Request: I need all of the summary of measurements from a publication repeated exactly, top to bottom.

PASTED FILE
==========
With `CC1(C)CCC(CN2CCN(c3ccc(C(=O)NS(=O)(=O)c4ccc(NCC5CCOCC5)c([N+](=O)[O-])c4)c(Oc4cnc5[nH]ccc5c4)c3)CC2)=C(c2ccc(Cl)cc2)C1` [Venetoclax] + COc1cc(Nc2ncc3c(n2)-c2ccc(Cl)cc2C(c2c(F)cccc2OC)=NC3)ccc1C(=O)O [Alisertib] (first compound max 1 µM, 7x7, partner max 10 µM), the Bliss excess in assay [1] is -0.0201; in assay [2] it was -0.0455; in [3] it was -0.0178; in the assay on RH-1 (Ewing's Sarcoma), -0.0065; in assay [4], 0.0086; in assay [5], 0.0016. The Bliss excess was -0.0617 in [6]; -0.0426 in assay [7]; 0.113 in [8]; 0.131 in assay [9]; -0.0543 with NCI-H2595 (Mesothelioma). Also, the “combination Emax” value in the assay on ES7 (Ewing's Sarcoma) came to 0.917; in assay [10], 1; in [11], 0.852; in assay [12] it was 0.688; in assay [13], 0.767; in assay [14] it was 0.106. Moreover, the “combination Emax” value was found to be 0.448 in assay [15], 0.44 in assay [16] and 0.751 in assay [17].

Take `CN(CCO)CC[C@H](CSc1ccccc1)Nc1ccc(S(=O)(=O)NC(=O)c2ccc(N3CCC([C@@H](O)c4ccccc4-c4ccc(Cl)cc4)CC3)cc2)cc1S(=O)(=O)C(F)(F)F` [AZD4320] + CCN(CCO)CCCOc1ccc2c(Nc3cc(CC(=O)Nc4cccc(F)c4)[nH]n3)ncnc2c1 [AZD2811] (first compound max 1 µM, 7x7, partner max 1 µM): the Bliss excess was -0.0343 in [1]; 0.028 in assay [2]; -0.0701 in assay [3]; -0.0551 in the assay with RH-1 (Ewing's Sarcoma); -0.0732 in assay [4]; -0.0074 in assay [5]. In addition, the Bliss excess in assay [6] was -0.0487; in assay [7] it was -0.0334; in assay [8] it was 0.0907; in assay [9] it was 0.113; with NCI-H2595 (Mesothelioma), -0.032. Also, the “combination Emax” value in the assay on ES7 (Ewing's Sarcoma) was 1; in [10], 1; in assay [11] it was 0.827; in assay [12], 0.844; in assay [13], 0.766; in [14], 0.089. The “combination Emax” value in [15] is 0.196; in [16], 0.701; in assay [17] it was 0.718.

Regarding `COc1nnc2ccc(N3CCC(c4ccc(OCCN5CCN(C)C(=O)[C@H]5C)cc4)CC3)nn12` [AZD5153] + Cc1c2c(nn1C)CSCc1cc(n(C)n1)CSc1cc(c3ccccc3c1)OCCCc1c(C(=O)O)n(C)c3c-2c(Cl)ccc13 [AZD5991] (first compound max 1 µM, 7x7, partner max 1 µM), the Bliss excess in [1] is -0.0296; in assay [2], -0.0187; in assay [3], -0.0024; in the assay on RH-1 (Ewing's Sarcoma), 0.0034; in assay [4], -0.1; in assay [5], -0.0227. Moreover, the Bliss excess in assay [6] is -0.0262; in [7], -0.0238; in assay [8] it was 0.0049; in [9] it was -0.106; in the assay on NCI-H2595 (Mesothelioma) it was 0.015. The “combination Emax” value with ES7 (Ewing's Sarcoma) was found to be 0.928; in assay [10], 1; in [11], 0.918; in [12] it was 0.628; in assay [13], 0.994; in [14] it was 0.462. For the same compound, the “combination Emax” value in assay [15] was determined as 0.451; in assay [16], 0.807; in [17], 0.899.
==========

With `CC1(C)CCC(CN2CCN(c3ccc(C(=O)NS(=O)(=O)c4ccc(NCC5CCOCC5)c([N+](=O)[O-])c4)c(Oc4cnc5[nH]ccc5c4)c3)CC2)=C(c2ccc(Cl)cc2)C1` [Venetoclax] + COc1cc(Nc2ncc3c(n2)-c2ccc(Cl)cc2C(c2c(F)cccc2OC)=NC3)ccc1C(=O)O [Alisertib] (first compound max 1 µM, 7x7, partner max 10 µM), the Bliss excess in assay [1] is -0.0201; in assay [2] it was -0.0455; in [3] it was -0.0178; in the assay on RH-1 (Ewing's Sarcoma), -0.0065; in assay [4], 0.0086; in assay [5], 0.0016. The Bliss excess was -0.0617 in [6]; -0.0426 in assay [7]; 0.113 in [8]; 0.131 in assay [9]; -0.0543 with NCI-H2595 (Mesothelioma). Also, the “combination Emax” value in the assay on ES7 (Ewing's Sarcoma) came to 0.917; in assay [10], 1; in [11], 0.852; in assay [12] it was 0.688; in assay [13], 0.767; in assay [14] it was 0.106. Moreover, the “combination Emax” value was found to be 0.448 in assay [15], 0.44 in assay [16] and 0.751 in assay [17].

Take `CN(CCO)CC[C@H](CSc1ccccc1)Nc1ccc(S(=O)(=O)NC(=O)c2ccc(N3CCC([C@@H](O)c4ccccc4-c4ccc(Cl)cc4)CC3)cc2)cc1S(=O)(=O)C(F)(F)F` [AZD4320] + CCN(CCO)CCCOc1ccc2c(Nc3cc(CC(=O)Nc4cccc(F)c4)[nH]n3)ncnc2c1 [AZD2811] (first compound max 1 µM, 7x7, partner max 1 µM): the Bliss excess was -0.0343 in [1]; 0.028 in assay [2]; -0.0701 in assay [3]; -0.0551 in the assay with RH-1 (Ewing's Sarcoma); -0.0732 in assay [4]; -0.0074 in assay [5]. In addition, the Bliss excess in assay [6] was -0.0487; in assay [7] it was -0.0334; in assay [8] it was 0.0907; in assay [9] it was 0.113; with NCI-H2595 (Mesothelioma), -0.032. Also, the “combination Emax” value in the assay on ES7 (Ewing's Sarcoma) was 1; in [10], 1; in assay [11] it was 0.827; in assay [12], 0.844; in assay [13], 0.766; in [14], 0.089. The “combination Emax” value in [15] is 0.196; in [16], 0.701; in assay [17] it was 0.718.

Regarding `COc1nnc2ccc(N3CCC(c4ccc(OCCN5CCN(C)C(=O)[C@H]5C)cc4)CC3)nn12` [AZD5153] + Cc1c2c(nn1C)CSCc1cc(n(C)n1)CSc1cc(c3ccccc3c1)OCCCc1c(C(=O)O)n(C)c3c-2c(Cl)ccc13 [AZD5991] (first compound max 1 µM, 7x7, partner max 1 µM), the Bliss excess in [1] is -0.0296; in assay [2], -0.0187; in assay [3], -0.0024; in the assay on RH-1 (Ewing's Sarcoma), 0.0034; in assay [4], -0.1; in assay [5], -0.0227. Moreover, the Bliss excess in assay [6] is -0.0262; in [7], -0.0238; in assay [8] it was 0.0049; in [9] it was -0.106; in the assay on NCI-H2595 (Mesothelioma) it was 0.015. The “combination Emax” value with ES7 (Ewing's Sarcoma) was found to be 0.928; in assay [10], 1; in [11], 0.918; in [12] it was 0.628; in assay [13], 0.994; in [14] it was 0.462. For the same compound, the “combination Emax” value in assay [15] was determined as 0.451; in assay [16], 0.807; in [17], 0.899.